Canada should welcome DACA deportees: Sen. Ratna Omidvar

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Up to 800,000 DACA young people in the US facing possible deportation could soon be considering Canada as their next destination. Canadian Senator Ratna Omidvar in an interview with a news outlet this week thinks Canada should welcome up to 30,000 DACA young people.

Trump administration’s decision to end a program that has allowed young, undocumented immigrants to remain in the United States for years, is going to be dominating news headlines for months and could potentially start a new exodus north of the border.

Omidvar said the program’s beneficiaries are precisely the kind of immigrants Canada should be pursuing for its economic migrant program.

In a way selecting future immigrants from the DACA pool could help Canada. For one, these young people who came with their parents illegally to the US have an American education, they’ve been vetted, so they have no criminal records and they are well-versed in the American way of life making them a group that will easily integrate into Canadian society.

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The Obama-era Deferred Action for Childhood Arrivals (DACA) program is a temporary reprieve from deportation, renewable every two years (for a fee), but has no path to citizenship.

People who reside in the U.S. under this program are often called “Dreamers” after the Development, Relief and Education for Alien Minors Act (DREAM). The bill was crafted to help those brought to the U.S. as children by allowing them to live there providing they graduate from school and have no criminal record.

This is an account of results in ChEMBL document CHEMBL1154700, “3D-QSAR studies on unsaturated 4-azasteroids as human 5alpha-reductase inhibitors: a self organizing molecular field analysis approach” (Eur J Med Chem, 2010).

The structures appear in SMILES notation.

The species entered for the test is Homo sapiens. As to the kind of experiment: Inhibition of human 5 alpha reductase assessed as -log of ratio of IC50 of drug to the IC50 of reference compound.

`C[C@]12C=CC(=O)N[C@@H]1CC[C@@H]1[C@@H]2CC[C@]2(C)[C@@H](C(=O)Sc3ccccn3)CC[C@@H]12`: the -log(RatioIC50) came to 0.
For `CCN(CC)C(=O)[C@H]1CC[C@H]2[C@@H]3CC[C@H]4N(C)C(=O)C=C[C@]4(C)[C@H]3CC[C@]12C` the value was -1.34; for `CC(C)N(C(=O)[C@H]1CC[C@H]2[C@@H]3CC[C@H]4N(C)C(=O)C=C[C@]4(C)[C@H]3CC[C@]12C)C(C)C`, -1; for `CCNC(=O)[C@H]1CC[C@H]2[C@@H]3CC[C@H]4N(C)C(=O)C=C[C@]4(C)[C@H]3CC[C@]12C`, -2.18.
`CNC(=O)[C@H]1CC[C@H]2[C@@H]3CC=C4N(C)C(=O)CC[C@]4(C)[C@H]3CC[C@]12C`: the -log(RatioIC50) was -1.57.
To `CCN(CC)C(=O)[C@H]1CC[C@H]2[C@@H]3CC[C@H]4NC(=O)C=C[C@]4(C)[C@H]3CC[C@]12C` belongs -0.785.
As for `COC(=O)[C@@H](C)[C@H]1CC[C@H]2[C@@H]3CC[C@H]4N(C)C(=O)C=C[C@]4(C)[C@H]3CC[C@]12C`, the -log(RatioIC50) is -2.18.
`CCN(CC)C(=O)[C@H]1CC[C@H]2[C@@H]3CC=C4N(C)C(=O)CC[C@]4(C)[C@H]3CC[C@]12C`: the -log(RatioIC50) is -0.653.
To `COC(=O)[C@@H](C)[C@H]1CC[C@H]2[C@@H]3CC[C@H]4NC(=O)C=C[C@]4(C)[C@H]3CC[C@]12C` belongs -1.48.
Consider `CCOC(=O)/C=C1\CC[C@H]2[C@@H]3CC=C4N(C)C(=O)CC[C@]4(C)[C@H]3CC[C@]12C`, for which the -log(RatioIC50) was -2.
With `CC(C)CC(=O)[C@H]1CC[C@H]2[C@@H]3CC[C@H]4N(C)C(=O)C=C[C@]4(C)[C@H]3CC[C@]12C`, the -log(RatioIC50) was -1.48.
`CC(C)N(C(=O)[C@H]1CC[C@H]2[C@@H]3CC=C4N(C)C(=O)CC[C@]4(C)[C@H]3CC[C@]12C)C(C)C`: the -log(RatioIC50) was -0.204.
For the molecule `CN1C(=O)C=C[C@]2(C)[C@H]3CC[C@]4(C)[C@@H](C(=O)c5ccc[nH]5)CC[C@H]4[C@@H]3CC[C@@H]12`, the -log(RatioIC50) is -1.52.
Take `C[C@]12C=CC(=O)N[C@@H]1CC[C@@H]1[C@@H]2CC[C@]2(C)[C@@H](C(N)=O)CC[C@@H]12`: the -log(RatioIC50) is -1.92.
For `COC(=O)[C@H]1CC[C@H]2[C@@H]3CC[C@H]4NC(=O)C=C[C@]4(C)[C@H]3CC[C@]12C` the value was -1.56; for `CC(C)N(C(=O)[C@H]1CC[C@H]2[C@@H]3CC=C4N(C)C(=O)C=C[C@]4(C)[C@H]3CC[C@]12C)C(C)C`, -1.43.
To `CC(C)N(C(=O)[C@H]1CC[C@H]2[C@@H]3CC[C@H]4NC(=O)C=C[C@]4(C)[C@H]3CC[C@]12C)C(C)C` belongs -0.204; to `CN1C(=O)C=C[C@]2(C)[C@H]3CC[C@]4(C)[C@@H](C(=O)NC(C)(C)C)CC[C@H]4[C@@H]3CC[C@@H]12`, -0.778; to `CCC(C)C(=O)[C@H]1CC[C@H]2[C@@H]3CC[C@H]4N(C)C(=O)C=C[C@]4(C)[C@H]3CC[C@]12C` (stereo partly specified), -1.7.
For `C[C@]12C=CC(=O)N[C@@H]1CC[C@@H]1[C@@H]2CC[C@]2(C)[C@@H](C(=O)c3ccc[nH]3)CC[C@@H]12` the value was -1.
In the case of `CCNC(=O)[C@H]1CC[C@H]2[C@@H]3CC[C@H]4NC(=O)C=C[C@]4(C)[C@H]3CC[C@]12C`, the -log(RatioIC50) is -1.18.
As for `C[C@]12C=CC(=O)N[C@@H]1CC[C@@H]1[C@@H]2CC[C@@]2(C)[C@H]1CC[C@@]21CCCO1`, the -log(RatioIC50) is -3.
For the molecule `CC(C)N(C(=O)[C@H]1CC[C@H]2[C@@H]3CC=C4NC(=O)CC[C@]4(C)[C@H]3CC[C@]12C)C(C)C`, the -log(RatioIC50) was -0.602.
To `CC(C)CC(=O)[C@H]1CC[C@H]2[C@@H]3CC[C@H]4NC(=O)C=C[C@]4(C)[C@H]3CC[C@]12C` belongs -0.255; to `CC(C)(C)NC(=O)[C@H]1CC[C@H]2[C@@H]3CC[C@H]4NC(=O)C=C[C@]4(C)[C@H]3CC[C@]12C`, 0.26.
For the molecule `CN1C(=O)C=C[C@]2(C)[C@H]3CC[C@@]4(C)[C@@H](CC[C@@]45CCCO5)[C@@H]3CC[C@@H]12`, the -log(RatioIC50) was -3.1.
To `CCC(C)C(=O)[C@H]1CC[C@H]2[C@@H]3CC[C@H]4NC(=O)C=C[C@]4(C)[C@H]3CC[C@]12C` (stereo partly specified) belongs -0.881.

The act has been struggling to become law since 2001, and has often seemed close to bipartisan success. But in recent years more Republicans have turned against it.

Omidvar thinks Canada should give “special consideration” to 10,000 to 30,000 of these young people either through the existing economic stream or as international students.

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Potentially Dreamers and others who could qualify to become future Canadian immigrants currently in the US are upward of a million. Canada currently admits over 300,000 immigrants each year. Taking care of most DACA people would really mean suspending immigration from other parts of the world for a few years.

Many of these young people are fluent in English and can integrate not just into society but in the workforce very easily. The last group of immigrants who had no difficulty integrating successfully almost instantly were draft dodgers from the US who came to Canada to avoid fighting in Vietnam. Thousands of those American young people went on to become productive Canadian citizens.- CINEWS

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